In May it all rushes upon us and for eight to ten weeks, we push from dawn to dusk, racing outside at first light and working our bodies as long as we can. We fall into bed exhausted from planting and tending, the first early harvests, and all the rest. The first crop of hay comes in, fences must be moved regularly, everything is busting out all over, including us. It is tiring but glorious, and every day the world is more beautiful and we feel luckier to be part of it.
June too is part of the rush and race, some years more, some years less, depending on when spring decided to come to the northeast. Add to all the sowing and planting and transplanting and sales the fact that in June comes the first harvest and first preservation of herbs and berries (we have harvested morels, rhubarb and raspberry leaves already, but these hardly count).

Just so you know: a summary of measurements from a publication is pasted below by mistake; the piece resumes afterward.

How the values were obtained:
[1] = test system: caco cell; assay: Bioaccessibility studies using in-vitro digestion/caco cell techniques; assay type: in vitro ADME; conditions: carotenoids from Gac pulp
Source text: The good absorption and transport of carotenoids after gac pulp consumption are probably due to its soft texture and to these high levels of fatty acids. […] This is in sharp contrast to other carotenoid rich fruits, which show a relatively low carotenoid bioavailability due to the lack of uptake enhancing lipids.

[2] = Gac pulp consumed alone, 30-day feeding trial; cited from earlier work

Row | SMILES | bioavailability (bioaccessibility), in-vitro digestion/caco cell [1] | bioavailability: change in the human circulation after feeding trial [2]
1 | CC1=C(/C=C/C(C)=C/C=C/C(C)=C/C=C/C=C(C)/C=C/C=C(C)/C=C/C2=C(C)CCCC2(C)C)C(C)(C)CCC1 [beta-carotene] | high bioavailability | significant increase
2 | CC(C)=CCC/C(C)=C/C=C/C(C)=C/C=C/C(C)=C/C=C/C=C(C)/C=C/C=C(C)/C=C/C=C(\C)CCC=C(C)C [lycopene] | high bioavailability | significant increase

In July things slow a little, except for the endless weeding and mowing, and the thrust of preservation. We do not put up our own hay (most of my neighbors sell hay), so July is a quieter month for us than for many here. There's enough of a lull to even go away for a couple of days at the beginning of the month. Then comes the second round of babies and the fall garden rush which is always chancy - will hot dry days wither seedlings meant to feed us in winter? Still, there's plenty of preserving to do - cucumbers, blueberries, peaches, etc...